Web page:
Although strange people and unique criminals can certainly abound in the big, bad city, I have found small town and rural characters to be more eccentric, unique and therefore, fascinating.  Often the villain is someone known to the main characters, which means betrayal and treachery on an intimate, personal level.  Sadly—tragically—the enemy is too often “us,” someone trusted and perhaps loved. 

I’m always thrilled when readers tell me they had no clue who the murderer or kidnapper was until the last chapter.  One of my favorite reviews said it best: “Harper, a master of suspense, keeps readers guessing about crime and love until the very end.”  (Booklist, starred review, on Fall From Pride.)

The isolation of people in small towns and the surrounding rural fields and forests means help is not just a quick phone call away as in the city.  In some rural areas with rolling hills, especially in the Appalachians, cell phones don’t work.  Even with moonlight and starlight, it can be intensely dark in the country at night, and, of course, really dark scenes work well too.  I’ve also written two trilogies set among the Ohio Amish, who only use lanterns and don’t want to call the police, even if they have a public phone nearby.  And getting help in a horse and buggy can mean a long ride on a dark road.

 Police in rural areas can be a great distance away, even if someone in danger can get through to them.  In my Maple Creek trilogy, my Dark Road Home trilogy, and now in the new Cold Creek trilogy, the small police force tries its best, but danger seems much more terrifying in what should be a safe setting, especially if the heroine, with the hero’s help, must save her own life. 

An old, abandoned insane asylum, a defunct coal mine, an Indian burial mound—you may never look at small town and rural life the same way again if you read a Karen Harper romantic suspense novel!  Keep the lights on at night and your window locked.  Enjoy!

Exclusive Q&A with Tom Taylor

Tom Taylor is the man behind DC's hit alternate universe books, Injustice: Gods Among Us and Earth 2. Check out what Tom has to tell us about the joys of writing outside continuity and where these two books are headed. 6192R7rQB7L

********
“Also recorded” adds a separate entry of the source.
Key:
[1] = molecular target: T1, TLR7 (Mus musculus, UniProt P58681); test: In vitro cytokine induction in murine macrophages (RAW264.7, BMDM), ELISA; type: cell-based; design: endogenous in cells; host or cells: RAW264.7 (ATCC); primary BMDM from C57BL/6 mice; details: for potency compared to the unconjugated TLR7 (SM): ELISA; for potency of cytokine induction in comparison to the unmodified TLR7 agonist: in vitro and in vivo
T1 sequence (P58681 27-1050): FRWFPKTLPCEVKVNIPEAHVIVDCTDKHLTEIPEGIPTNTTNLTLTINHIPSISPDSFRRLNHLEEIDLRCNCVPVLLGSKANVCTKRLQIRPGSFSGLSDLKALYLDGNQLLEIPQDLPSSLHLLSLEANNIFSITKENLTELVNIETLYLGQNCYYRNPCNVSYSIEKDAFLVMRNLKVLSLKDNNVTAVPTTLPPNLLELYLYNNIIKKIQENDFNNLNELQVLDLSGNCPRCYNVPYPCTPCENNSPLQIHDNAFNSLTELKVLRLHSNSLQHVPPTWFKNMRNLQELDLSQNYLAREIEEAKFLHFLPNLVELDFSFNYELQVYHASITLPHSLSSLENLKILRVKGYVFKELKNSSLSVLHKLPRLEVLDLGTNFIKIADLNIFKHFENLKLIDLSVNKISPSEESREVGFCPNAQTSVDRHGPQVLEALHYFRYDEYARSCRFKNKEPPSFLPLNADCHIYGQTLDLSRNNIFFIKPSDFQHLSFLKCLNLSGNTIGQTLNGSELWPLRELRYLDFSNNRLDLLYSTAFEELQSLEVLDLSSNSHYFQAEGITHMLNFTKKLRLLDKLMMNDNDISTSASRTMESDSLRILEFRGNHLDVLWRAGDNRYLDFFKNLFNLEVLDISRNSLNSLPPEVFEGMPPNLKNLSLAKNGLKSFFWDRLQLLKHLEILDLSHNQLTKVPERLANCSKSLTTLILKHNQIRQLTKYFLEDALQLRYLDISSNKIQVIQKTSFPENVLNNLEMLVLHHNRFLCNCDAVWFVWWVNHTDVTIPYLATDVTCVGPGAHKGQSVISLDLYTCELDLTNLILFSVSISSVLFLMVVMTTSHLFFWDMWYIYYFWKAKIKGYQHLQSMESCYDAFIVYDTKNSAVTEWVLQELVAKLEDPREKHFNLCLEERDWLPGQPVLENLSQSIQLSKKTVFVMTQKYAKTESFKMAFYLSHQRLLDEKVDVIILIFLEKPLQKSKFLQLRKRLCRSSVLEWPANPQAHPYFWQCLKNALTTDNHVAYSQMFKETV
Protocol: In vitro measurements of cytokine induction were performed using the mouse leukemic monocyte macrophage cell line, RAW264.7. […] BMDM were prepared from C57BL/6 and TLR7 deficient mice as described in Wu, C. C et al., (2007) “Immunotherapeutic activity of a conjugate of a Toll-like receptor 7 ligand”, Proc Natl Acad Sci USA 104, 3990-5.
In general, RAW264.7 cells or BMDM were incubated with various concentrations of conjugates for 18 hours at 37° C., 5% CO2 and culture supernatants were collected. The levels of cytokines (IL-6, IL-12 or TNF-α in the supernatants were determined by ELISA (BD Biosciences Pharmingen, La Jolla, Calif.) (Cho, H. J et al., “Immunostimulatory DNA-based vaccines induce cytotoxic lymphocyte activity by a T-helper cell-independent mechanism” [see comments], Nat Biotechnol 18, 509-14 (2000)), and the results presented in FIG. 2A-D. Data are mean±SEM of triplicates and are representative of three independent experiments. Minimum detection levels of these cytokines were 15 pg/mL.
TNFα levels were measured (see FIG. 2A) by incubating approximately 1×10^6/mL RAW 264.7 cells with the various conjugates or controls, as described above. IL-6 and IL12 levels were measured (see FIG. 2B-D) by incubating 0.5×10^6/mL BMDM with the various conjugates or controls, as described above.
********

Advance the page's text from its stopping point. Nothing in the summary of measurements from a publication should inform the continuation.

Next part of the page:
How do you think Injustice characters would fare against their Earth 2 counterparts?

Tom Taylor: Earth 2 is a very new world and, for the most part, our heroes are very inexperienced and still learning what it is to be a hero. Generally, the Injustice heroes would kick the ass of their Earth 2 counterparts.

However, for those who don’t know, (SPOILER INCOMING - highlight the text to continue reading) Batman of Earth 2 is actually Bruce Wayne’s father, Thomas Wayne, so it would be very interesting if those two came face-to-face. They’d probably fight a bit. Then try to out-stubborn each other. And then, finally, just go and hunt down the Joker together for some good old-fashioned violent, cathartic, father-son bonding time.

Interestingly, I think Green Lantern of Earth 2 may be the clear winner between the two. Alan Scott is about to demonstrate some absolutely astonishing power. I’m not sure how Hal Jordan would go standing up to that.

When it comes to the Supermen, our new Superman of Earth 2, Val, is a really pure soul and a pacifist, so he wouldn’t fight Injustice Superman. He’d try to talk to him… which probably wouldn’t end well because Injustice Superman is not so great with ‘talking’ anymore. He’s, sadly, more of a “heat-vision and ask questions later”-type of guy.

Val-Zod is taking over the mantle of the Man of Steel, what can readers expect from this new character? What's the main difference you see between him and a young Kal-El? 

Tom Taylor: Clark’s powers developed slowly and he had time to learn how to use them. He also had Ma and Pa Kent supporting him his whole life.

Val is a recently arrived refugee. He lost his parents when he was young and he’s spent most of his life in a capsule. He’s been thrust into a world he’s working quickly to understand, and his powers are coming faster than he could possibly deal with by himself. Fortunately he’s had Lois Lane to help him through this.

Val is a very innocent young man and he’s a pacifist. While Superman grew up knowing that sometimes conflict is necessary, Val believes violence is the single most stupid response to anything.

The characters in Earth 2 and Injustice have to be different and distinct, how do you distinguish the characters in these two series?